The debate about the pros and cons of fish oil goes on and on. Two studies just released at an American Heart Association meeting and published in the New England Journal of Medicine have added to the confusion.
Until now, no one has been certain that treating elevated levels of triglycerides – such as with fish oil — can lower cardiac risk. Although both triglycerides and cholesterol are part of a routine lipid panel, elevated blood triglyceride levels are caused by the sugar and carbohydrates in our diet, and are the end product of our bodies digesting and breaking down food. This is very different from elevated cholesterol levels, which come from ingesting saturated fats. Statins lower cholesterol. Many medications can lower triglycerides, such as niacin and medications called fibrates (such as Tricor), but studies have not shown they actually prevent heart attacks.
One of the new studies shows that fish oil — in people with triglyceride levels at more than 200 milligrams per deciliter – is associated with preventing heart attacks and decreasing heart-related deaths by an average of 20 percent.
But, of course, it isn't as simple as it sounds.
First, this has only been proved to be true in people who already are taking a statin and have either heart disease or multiple risk factors, and if they take a very particular kind of fish oil. The new study, called Reduce-It, gave people a brand of fish oil called Vascepa. It is pure eicosapentaenoic acid (EPA), while most fish oil contains a mix of both components of omega-3 fatty acids, EPA and docosahexaenoic acid (DHA). DHA can actually raise your so-called bad cholesterol (LDL), and studies looking at fish oil have not shown that mixed DHA/EPA oils prevent heart attacks.
Amarin, the company that makes Vascepa, funded this trial to see if EPA alone is the most effective oil for the heart. It is always wise to view industry-funded research with skepticism.
Still, the cardiology world is greeting this study with excitement, as it does show significant declines in cardiac mortality in specific kinds of patients.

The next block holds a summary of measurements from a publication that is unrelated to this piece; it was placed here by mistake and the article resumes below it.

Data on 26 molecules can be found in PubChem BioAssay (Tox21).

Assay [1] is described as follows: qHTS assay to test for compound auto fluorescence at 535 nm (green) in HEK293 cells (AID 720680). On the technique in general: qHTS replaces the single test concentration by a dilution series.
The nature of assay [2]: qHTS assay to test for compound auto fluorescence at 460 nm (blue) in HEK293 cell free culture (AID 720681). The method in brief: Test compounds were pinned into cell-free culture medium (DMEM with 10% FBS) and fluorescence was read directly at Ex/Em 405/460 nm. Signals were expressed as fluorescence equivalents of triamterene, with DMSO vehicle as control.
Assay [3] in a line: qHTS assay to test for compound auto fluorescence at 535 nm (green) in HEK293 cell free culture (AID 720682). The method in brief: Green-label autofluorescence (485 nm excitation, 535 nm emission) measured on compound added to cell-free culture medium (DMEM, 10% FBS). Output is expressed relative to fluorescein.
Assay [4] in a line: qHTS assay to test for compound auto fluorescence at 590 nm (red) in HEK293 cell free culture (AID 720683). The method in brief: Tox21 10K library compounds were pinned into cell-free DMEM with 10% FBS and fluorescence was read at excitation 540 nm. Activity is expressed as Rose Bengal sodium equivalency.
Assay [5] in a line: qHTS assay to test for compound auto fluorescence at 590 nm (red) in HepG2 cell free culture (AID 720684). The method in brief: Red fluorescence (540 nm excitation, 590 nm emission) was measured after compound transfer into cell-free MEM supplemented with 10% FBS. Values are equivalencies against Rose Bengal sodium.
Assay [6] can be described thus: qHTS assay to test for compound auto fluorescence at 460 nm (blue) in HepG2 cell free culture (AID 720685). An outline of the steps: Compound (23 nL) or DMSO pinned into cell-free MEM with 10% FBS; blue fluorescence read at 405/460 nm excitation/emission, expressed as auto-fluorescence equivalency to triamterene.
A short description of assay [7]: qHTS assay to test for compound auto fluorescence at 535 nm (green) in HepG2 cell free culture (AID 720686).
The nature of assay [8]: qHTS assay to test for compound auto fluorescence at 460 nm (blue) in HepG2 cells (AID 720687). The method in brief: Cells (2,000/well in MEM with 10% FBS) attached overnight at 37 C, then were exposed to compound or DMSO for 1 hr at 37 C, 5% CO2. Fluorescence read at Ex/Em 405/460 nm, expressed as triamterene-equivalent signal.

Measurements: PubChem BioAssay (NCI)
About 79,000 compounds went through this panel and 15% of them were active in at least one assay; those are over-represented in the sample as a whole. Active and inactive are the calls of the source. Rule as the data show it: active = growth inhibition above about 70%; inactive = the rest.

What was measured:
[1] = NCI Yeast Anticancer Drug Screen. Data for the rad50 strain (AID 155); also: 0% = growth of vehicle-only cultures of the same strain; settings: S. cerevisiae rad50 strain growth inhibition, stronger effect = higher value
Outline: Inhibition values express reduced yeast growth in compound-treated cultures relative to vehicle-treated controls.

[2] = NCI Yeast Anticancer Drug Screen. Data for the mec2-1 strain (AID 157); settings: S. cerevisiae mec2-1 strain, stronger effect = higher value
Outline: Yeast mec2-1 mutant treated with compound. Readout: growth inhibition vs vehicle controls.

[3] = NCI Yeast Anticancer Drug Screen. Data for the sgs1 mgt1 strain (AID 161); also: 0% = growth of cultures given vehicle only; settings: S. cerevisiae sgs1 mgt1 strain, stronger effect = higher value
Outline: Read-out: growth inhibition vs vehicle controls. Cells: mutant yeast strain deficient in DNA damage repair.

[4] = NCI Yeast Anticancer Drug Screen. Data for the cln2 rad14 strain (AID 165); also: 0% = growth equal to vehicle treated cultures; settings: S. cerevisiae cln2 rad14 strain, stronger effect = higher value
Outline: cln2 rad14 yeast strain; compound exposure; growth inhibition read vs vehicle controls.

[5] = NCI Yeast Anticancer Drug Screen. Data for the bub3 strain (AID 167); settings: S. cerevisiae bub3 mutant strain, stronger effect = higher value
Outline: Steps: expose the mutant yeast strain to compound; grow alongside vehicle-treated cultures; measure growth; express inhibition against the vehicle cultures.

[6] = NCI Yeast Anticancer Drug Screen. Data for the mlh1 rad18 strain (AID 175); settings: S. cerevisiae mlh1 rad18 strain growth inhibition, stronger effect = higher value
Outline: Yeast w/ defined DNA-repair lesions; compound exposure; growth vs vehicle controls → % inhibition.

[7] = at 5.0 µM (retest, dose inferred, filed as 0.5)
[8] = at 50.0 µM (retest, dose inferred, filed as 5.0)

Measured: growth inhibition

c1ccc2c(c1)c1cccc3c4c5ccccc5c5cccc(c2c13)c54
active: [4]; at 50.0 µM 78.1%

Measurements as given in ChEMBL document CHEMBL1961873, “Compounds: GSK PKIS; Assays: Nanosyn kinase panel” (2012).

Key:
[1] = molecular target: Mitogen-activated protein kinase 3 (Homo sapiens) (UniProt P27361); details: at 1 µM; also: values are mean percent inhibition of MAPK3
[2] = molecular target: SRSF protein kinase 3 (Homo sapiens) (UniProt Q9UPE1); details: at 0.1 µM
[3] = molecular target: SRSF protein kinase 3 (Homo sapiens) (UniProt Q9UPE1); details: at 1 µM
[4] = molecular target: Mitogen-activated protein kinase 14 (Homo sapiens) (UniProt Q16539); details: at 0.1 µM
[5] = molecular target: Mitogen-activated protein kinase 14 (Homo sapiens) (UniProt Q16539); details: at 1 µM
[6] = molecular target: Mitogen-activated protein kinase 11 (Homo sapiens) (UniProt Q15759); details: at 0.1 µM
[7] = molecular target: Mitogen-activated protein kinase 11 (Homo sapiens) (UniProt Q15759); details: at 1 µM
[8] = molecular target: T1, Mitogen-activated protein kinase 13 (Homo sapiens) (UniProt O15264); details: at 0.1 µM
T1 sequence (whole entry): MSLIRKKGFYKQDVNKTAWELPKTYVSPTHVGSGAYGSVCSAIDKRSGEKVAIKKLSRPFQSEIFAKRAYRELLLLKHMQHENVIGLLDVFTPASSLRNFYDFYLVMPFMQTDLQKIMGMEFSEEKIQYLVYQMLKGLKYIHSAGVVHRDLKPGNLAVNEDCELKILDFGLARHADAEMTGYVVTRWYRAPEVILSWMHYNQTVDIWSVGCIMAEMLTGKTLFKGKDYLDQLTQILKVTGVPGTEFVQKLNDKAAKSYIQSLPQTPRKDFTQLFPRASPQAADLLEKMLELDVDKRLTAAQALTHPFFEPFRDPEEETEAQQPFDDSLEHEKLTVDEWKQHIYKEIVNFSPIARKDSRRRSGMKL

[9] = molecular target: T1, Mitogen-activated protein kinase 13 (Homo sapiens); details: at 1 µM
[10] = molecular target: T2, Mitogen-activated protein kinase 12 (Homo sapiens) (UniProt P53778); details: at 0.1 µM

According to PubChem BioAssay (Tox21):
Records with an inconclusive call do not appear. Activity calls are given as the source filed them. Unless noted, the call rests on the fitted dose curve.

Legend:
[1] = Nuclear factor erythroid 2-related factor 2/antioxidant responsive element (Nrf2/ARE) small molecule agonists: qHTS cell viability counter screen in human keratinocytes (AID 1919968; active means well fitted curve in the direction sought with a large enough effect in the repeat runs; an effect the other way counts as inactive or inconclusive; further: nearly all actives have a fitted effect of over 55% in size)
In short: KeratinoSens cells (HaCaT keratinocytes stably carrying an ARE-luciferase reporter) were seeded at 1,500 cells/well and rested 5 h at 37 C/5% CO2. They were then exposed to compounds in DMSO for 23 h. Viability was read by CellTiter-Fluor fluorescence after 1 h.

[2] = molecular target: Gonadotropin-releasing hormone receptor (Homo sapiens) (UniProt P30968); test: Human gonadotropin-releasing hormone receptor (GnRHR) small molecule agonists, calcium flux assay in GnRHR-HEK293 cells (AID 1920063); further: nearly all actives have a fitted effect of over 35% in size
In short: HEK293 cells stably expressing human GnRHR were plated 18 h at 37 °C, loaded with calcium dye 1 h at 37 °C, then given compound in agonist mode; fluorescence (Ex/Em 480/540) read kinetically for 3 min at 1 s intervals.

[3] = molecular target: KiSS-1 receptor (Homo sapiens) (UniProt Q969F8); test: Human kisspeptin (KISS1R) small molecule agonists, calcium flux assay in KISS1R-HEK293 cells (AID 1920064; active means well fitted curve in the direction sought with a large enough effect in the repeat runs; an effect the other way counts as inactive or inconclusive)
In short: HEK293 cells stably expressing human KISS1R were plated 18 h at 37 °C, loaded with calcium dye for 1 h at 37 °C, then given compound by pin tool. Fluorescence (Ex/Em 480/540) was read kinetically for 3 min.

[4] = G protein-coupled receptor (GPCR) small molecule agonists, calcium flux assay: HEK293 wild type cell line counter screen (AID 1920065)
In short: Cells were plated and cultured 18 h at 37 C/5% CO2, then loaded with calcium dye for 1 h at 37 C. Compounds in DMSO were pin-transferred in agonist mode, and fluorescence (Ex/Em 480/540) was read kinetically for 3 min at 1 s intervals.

Another caveat: The cost for a one-month supply at local pharmacies is over $220 without insurance, and even if covered by insurance, co-pays can be very high.
The second trial announced at the heart association meeting was funded by the National Institutes of Health. It looked at both Vitamin D (at 2,000 international units per day) and mixed EPA/DHA fish oil (one gram per day) to see if these medications prevented heart disease or cancer in nearly 26,000 healthy people. Verdict: Neither Vitamin D nor omega-3 fatty acids lowered the incidence of major cardiovascular events or cancer, compared with a placebo. The fish oil portion of the trial raised an interesting possibility: There may be a lower incidence of nonfatal heart attacks in the participants – especially Hispanics and African Americans — who did not eat much fish. But that point, the authors said, needs to be studied more.
New health information, even when generated by well-designed studies, can often conflict with the results of other studies, and may make it seem as if doctors keep changing their minds. This perception is amplified by pharma companies and medical-device makers eager to show that their product works. When you add the misinformation generated from bad science on top of this already-confusing situation, clarity is hard to come by.
How can you know what to do? In the case of fish oil, here are some take-home points based on the best science available to us now:
If your triglycerides are above 200 mg/dl on your latest blood test, and you are already taking a statin for heart disease, then adding a prescription form of pure EPA fish oil called Vascepa may help further reduce your risk.
It is prescription only, a trade-name medication, and expensive, and may have a whopper of a co-pay.
We just do not know what to tell most people when it comes to fish oil and preventing heart disease. Most studies have shown that adding this supplement does not help, but the latest evidence suggests that if you do not eat much fish, taking a gram per day of fish oil could help decrease the chance of having a heart attack, especially if you are African American or Hispanic. There is no evidence, however, that it will make you live longer. One thing is for certain: Eating more fish, especially the kind rich in omega-3 like salmon, is always better than taking another pill.
Taking fish oil may help other problems, from arthritis to depression. These recent trials addressed only cardiac issues and mortality.
The debate about fish oil has generated a lot of flip-flopping in the scientific community, causing a lot of superfishal comments. If you come up with a better pun than this, please let minnow.
David Becker, M.D., is a frequent Inquirer contributor and a board-certified cardiologist with Chestnut Hill Temple Cardiology in Flourtown. He has been in practice for 25 years.